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While there are many ways that prosecutors can pursue domestic violence charges in New Jersey, there are also several potential defenses to allegations of domestic violence.
Our New Jersey domestic violence lawyers are skilled in defending individuals under all types of circumstances, and we can use our experience to find all defenses you have available. Depending on the circumstances of your case, these defenses may include:
If you were not present when the alleged domestic violence incident occurred, you can defend against your charge by building your alibi. Testimony from friends or coworkers, video footage, photos, and various other forms of evidence can all be used to prove that you did not commit the alleged crime.
In some cases, allegations of domestic violence arise out of accidental injuries. If you are being accused of injuring someone during an argument when what happened was really an accident, you do not deserve to be convicted of a crime.
Unfortunately, false allegations or claims are fairly common in domestic violence cases. Often, domestic partners and others will make false allegations, not understanding the severe consequences involved. If you have been falsely accused of any form of domestic violence, a New Jersey domestic violence attorney can work to prove that you are the victim in your case.
When doing searches and seizing evidence in response to domestic violence allegations, the police need to follow various legal requirements. If they failed to follow them, the prosecution’s evidence against you may be inadmissible in court. Without admissible evidence, the prosecution will not be able to prove your guilt beyond a reasonable doubt.
Law enforcement officers in New Jersey have very little leeway in making an arrest for domestic violence in the State of New Jersey. Unlike every other crime in New Jersey, where a police officer has discretion whether or not to make an arrest, a police officer responding to a domestic violence call is required to make an arrest under four specific circumstances: (1) if a weapon is used; (2) if a restraining order is violated; (3) if a warrant for arrest has been issued; and (4) If there is a visible sign of injury to the victim (this is to be liberally construed to include any indication that a victim has suffered bodily injury, which shall include physical pain or any impairment of physical condition). Based on these four mandatory arrest criteria, police often have less discretion to arrest in a domestic violence case, as opposed to other types of cases.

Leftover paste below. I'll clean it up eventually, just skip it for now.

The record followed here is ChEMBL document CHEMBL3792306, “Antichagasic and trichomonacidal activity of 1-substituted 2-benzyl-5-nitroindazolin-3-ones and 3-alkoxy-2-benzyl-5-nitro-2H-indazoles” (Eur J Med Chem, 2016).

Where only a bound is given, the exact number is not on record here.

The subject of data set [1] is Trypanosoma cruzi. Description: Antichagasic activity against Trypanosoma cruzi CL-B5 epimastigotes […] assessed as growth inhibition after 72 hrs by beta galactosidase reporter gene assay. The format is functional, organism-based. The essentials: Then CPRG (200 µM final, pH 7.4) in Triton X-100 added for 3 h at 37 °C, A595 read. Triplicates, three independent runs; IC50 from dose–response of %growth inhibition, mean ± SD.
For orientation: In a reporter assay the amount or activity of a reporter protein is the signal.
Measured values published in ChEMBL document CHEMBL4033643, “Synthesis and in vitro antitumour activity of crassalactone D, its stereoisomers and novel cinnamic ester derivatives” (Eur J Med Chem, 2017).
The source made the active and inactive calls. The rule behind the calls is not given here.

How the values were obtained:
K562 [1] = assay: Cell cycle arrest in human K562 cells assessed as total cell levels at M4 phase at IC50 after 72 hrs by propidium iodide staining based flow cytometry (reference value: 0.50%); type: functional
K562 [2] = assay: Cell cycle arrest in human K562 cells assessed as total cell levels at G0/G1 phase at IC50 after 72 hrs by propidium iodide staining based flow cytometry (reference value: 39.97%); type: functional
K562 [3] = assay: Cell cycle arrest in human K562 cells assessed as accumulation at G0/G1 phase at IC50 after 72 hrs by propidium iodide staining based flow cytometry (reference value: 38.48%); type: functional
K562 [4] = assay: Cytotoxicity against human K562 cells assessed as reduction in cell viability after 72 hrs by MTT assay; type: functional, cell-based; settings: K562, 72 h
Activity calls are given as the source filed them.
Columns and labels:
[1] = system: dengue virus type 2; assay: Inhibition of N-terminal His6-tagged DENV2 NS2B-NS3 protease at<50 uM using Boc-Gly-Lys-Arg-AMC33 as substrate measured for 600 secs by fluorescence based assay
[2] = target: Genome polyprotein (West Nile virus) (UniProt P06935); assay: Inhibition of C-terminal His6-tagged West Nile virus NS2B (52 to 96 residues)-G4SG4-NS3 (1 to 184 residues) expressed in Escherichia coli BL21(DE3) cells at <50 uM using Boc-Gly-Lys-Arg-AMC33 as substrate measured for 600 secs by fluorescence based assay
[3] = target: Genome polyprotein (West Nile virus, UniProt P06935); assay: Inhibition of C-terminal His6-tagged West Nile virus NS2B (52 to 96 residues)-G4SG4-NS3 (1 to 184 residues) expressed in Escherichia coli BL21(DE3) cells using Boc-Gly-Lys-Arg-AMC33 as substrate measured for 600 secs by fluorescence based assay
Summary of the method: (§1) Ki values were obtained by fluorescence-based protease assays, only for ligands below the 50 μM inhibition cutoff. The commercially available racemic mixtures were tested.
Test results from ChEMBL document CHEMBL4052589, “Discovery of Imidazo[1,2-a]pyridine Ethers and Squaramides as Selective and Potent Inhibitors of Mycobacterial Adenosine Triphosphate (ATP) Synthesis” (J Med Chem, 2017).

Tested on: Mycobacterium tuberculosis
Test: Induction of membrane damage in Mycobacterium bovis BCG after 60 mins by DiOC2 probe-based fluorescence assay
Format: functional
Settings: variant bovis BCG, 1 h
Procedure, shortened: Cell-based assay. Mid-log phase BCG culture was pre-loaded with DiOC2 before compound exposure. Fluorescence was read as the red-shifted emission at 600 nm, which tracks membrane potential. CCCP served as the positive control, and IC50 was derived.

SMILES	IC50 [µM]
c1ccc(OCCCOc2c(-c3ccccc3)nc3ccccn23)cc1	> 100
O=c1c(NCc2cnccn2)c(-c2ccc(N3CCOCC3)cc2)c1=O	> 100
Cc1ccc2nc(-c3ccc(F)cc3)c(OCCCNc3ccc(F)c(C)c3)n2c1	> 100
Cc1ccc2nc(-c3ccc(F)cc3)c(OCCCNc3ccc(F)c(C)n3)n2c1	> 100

Were you forced to take action to defend yourself, your child or another loved one? If so, you may have grounds to argue self-defense or “defense of others.” Both of these are common defenses in domestic violence cases, and a thorough investigation may prove that you did what was necessary to avoid severe (or even life-threatening) harm.
In all domestic violence cases, the prosecution has the burden of proof. This means that they must prove that you are guilty — you do not have to prove that you are innocent. By challenging the prosecution’s evidence and theories, our attorneys can work to prevent the judge or jury from concluding that you are guilty “beyond a reasonable doubt.”
While these are some of the most common defenses to domestic violence charges in New Jersey, these are not the only available defenses. When you choose Helmer, Conley & Kasselman, P.A., our New Jersey domestic violence lawyers will look for evidence of police misconduct, prosecutorial misconduct and any other issues that provide grounds to fight your domestic violence charge.
Don’t let your rights be jeopardized.